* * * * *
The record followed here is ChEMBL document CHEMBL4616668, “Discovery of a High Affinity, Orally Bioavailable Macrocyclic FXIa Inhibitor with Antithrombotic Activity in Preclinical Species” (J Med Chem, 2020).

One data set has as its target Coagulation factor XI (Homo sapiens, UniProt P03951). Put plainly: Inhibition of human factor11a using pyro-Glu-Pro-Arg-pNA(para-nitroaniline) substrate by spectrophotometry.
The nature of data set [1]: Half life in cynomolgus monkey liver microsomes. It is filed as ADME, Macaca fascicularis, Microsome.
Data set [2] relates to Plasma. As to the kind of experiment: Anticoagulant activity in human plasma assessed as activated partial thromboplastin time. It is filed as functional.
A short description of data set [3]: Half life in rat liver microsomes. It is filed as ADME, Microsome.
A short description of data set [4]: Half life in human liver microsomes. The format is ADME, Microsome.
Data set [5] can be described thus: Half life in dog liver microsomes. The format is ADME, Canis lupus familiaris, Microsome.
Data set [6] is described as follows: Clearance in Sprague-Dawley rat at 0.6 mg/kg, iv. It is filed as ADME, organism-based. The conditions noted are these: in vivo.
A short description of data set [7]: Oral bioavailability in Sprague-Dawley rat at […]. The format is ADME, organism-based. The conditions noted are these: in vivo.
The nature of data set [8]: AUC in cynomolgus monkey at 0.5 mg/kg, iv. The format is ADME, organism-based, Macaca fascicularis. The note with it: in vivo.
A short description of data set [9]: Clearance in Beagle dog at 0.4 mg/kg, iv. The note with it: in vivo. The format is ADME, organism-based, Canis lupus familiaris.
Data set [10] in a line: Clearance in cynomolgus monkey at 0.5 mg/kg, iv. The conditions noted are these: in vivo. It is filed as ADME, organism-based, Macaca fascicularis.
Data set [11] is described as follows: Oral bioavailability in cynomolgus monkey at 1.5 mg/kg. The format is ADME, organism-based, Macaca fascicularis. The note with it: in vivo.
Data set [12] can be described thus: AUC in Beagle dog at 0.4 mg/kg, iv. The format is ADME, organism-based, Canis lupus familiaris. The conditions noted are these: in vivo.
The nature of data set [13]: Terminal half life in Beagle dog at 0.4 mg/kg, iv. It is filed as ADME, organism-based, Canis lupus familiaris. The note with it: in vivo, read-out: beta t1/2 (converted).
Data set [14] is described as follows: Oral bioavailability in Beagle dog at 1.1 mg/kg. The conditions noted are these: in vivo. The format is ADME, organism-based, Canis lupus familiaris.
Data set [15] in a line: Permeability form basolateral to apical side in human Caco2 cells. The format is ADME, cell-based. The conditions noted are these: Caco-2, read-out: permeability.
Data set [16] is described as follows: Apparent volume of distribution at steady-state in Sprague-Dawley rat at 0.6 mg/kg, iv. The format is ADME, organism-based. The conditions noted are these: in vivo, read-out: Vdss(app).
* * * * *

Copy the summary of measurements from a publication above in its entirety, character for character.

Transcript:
The record followed here is ChEMBL document CHEMBL4616668, “Discovery of a High Affinity, Orally Bioavailable Macrocyclic FXIa Inhibitor with Antithrombotic Activity in Preclinical Species” (J Med Chem, 2020).

One data set has as its target Coagulation factor XI (Homo sapiens, UniProt P03951). Put plainly: Inhibition of human factor11a using pyro-Glu-Pro-Arg-pNA(para-nitroaniline) substrate by spectrophotometry.
The nature of data set [1]: Half life in cynomolgus monkey liver microsomes. It is filed as ADME, Macaca fascicularis, Microsome.
Data set [2] relates to Plasma. As to the kind of experiment: Anticoagulant activity in human plasma assessed as activated partial thromboplastin time. It is filed as functional.
A short description of data set [3]: Half life in rat liver microsomes. It is filed as ADME, Microsome.
A short description of data set [4]: Half life in human liver microsomes. The format is ADME, Microsome.
Data set [5] can be described thus: Half life in dog liver microsomes. The format is ADME, Canis lupus familiaris, Microsome.
Data set [6] is described as follows: Clearance in Sprague-Dawley rat at 0.6 mg/kg, iv. It is filed as ADME, organism-based. The conditions noted are these: in vivo.
A short description of data set [7]: Oral bioavailability in Sprague-Dawley rat at […]. The format is ADME, organism-based. The conditions noted are these: in vivo.
The nature of data set [8]: AUC in cynomolgus monkey at 0.5 mg/kg, iv. The format is ADME, organism-based, Macaca fascicularis. The note with it: in vivo.
A short description of data set [9]: Clearance in Beagle dog at 0.4 mg/kg, iv. The note with it: in vivo. The format is ADME, organism-based, Canis lupus familiaris.
Data set [10] in a line: Clearance in cynomolgus monkey at 0.5 mg/kg, iv. The conditions noted are these: in vivo. It is filed as ADME, organism-based, Macaca fascicularis.
Data set [11] is described as follows: Oral bioavailability in cynomolgus monkey at 1.5 mg/kg. The format is ADME, organism-based, Macaca fascicularis. The note with it: in vivo.
Data set [12] can be described thus: AUC in Beagle dog at 0.4 mg/kg, iv. The format is ADME, organism-based, Canis lupus familiaris. The conditions noted are these: in vivo.
The nature of data set [13]: Terminal half life in Beagle dog at 0.4 mg/kg, iv. It is filed as ADME, organism-based, Canis lupus familiaris. The note with it: in vivo, read-out: beta t1/2 (converted).
Data set [14] is described as follows: Oral bioavailability in Beagle dog at 1.1 mg/kg. The conditions noted are these: in vivo. The format is ADME, organism-based, Canis lupus familiaris.
Data set [15] in a line: Permeability form basolateral to apical side in human Caco2 cells. The format is ADME, cell-based. The conditions noted are these: Caco-2, read-out: permeability.
Data set [16] is described as follows: Apparent volume of distribution at steady-state in Sprague-Dawley rat at 0.6 mg/kg, iv. The format is ADME, organism-based. The conditions noted are these: in vivo, read-out: Vdss(app).